'Drive-by' gun massacre raises fears of Israeli terror gang

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The Independent Online

Three Palestinians, including a baby, were shot dead near Hebron on Thursday night, adding weight to reports that a group of Jewish guerrillas has begun operating in the West Bank.

Israel Radio reported that a militant settler organisation called the "Road Safety Group" said it was responsible – a claim which, if true, makes this the worst attack by Israeli civilians on Arabs in 10 months of low-level sectarian war in the occupied territories.

Witnesses said that a settler fired on a Palestinian car from his vehicle – adopting drive-by tactics often used by Palestinian guerrillas. The shooting was at Idna, an Arab village close to Hebron, a highly volatile city.

Palestinian hospital officials said that two men, aged 23 and 22, and a boy, thought to be three months old, had been killed. A woman and a five-year-old were in critical conditions and two other children – aged 12 and 15 – were wounded.

Militant settlers in the West Bank have stoned and shot Palestinians in the past. They have also burnt crops and stores, vandalised vehicles and smashed windows. The Israeli armed forces often make little effort to intervene. Vigilante patrols of settlers – who have been demanding that their Prime Minister, Ariel Sharon, unleash his army against Palestinians – have also been sighted.

But the prospect that a Jewish group is operating at the same time as Palestinian paramilitaries – who attack settlers and soldiers almost daily – marks a new low.

The authorities on both sides were preparing for a Palestinian retaliation to yesterday's killings. Earlier, Palestinian gunmen had fired into a Jewish enclave in the centre of Hebron, where about 450 Jews live in fortified pockets protected by thousands of soldiers.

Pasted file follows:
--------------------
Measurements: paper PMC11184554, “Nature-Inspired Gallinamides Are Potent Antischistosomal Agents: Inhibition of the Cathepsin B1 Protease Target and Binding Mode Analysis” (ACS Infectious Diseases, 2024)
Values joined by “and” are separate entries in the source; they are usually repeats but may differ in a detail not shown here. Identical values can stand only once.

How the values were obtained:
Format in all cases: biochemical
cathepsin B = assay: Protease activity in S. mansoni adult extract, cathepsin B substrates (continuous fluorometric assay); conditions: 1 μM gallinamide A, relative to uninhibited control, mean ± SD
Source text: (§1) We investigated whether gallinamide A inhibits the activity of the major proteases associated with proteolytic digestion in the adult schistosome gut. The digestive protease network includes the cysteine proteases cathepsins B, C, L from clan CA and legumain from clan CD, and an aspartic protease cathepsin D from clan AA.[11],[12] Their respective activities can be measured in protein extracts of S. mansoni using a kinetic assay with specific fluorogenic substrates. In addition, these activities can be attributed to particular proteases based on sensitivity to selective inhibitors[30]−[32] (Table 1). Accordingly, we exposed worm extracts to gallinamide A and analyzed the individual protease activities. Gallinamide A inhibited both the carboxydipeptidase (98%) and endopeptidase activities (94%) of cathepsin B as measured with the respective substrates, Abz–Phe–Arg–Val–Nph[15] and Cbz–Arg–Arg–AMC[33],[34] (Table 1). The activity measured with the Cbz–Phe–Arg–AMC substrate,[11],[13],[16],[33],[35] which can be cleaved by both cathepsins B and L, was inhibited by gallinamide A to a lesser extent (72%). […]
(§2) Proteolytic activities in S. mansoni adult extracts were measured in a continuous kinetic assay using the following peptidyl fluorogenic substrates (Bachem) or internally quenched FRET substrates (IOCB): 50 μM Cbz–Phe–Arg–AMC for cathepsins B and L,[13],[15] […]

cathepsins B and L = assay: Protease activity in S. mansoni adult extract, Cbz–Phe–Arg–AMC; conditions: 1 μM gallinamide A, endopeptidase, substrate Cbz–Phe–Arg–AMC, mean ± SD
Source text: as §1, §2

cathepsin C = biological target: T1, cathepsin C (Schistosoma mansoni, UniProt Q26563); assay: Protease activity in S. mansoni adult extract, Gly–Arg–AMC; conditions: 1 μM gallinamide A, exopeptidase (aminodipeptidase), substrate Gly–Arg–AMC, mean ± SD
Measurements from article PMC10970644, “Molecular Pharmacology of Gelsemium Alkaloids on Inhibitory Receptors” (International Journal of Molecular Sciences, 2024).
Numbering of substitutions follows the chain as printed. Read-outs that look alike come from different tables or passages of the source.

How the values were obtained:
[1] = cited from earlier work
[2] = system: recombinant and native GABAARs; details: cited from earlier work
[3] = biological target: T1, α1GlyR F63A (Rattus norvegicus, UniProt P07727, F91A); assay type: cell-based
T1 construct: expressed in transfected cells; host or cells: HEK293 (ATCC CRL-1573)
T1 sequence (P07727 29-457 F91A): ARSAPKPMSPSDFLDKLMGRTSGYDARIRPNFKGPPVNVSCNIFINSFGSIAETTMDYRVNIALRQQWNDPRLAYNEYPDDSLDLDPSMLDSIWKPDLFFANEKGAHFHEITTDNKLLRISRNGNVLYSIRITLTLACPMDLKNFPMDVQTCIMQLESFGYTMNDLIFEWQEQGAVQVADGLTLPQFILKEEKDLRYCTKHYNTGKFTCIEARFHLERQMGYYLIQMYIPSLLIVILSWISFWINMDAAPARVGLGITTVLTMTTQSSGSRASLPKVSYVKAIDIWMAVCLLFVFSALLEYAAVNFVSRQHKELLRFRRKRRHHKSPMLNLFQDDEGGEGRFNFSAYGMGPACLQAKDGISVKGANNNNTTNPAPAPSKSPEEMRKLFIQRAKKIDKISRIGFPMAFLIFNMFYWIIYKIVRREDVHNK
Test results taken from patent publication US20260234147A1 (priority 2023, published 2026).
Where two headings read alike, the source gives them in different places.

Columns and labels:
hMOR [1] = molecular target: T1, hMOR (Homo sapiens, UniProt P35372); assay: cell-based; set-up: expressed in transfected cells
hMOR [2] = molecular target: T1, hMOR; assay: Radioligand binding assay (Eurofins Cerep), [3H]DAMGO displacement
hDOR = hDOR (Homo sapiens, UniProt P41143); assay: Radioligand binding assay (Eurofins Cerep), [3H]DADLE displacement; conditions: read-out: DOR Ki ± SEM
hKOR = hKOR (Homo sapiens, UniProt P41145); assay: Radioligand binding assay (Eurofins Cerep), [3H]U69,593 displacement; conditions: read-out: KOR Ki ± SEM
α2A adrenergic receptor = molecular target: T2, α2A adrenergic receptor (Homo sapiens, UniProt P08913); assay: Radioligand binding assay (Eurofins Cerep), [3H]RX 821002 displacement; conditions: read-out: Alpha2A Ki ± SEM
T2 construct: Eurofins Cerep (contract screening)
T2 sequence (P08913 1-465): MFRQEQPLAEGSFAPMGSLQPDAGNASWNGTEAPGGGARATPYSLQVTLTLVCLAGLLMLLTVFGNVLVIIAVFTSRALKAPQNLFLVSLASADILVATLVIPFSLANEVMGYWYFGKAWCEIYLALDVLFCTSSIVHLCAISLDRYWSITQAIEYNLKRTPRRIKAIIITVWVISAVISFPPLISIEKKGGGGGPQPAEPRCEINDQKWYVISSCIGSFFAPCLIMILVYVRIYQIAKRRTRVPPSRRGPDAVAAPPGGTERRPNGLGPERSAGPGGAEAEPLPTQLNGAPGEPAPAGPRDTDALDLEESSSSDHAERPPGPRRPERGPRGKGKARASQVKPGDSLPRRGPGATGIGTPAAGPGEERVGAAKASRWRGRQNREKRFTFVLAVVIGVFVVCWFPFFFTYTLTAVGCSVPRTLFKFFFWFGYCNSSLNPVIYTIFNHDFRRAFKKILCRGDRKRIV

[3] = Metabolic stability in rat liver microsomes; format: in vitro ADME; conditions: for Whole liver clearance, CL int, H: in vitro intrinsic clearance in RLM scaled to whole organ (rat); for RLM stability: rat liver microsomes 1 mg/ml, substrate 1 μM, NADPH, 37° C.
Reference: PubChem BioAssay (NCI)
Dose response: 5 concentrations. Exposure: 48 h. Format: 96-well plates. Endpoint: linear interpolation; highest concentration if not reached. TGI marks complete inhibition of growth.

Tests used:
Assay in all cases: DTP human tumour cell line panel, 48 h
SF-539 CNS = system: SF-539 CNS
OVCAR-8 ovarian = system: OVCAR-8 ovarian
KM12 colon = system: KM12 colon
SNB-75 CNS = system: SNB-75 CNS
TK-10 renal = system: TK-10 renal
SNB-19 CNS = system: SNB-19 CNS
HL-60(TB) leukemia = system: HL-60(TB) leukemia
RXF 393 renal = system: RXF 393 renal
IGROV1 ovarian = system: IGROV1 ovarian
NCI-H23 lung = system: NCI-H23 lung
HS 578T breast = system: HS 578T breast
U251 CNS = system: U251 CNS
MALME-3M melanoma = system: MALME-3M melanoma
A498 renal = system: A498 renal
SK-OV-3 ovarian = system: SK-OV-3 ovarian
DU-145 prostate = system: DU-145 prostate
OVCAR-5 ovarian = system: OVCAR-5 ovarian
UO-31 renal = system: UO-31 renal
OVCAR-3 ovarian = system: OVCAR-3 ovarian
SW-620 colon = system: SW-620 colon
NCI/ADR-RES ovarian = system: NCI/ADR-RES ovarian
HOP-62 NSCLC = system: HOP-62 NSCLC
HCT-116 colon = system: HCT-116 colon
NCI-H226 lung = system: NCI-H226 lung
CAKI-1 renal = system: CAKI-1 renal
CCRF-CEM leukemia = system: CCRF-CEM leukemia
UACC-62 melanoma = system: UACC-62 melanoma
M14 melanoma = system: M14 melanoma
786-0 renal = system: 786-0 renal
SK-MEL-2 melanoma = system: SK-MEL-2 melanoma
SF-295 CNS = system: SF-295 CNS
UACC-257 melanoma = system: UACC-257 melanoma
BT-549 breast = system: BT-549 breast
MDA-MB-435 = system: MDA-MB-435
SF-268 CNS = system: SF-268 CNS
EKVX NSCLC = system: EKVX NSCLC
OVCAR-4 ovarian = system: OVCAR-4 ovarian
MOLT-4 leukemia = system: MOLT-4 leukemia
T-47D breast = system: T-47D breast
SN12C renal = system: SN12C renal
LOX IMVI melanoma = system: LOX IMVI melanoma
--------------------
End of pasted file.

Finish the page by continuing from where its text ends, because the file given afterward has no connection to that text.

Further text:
Jewish parts of the city – where 40,000 Arabs have been under round-the-clock curfew – have festooned their walls with pictures of a 10-month-old baby, Shalhevet Pass, shot dead in Hebron in April by a Palestinian gunman. Sectarian strife is not new to the city; in 1994,Baruch Goldstein, a settler, opened fire in a mosque, killing 29 Palestinians.

Yesterday's attack came a day after an Israeli cabinet official revealed that Israeli security forces suspected a squad of Jewish militants was responsible for two shootings at Palestinians last month. Gideon Ezra, the deputy public security minister, said: "We know of one organised squad, no more, and that's already too many."

After the fatal shooting of a Palestinian in the West Bank on 13 June, Israel Radio received a message claiming responsibility from a group calling itself "Shalhevet Gilad". Police are also investigating the case of a local Israeli leader, a member of the extremist Kach group, who was found to have a supply of weapons in his car.

In Genoa yesterday, foreign ministers from the G8 called for international monitors to monitor a fractured Middle East ceasefire, delivering a setback to Israel, which opposes the move. But, significantly, the communiqué said the move would have to be acceptable to Israel and the Palestinians.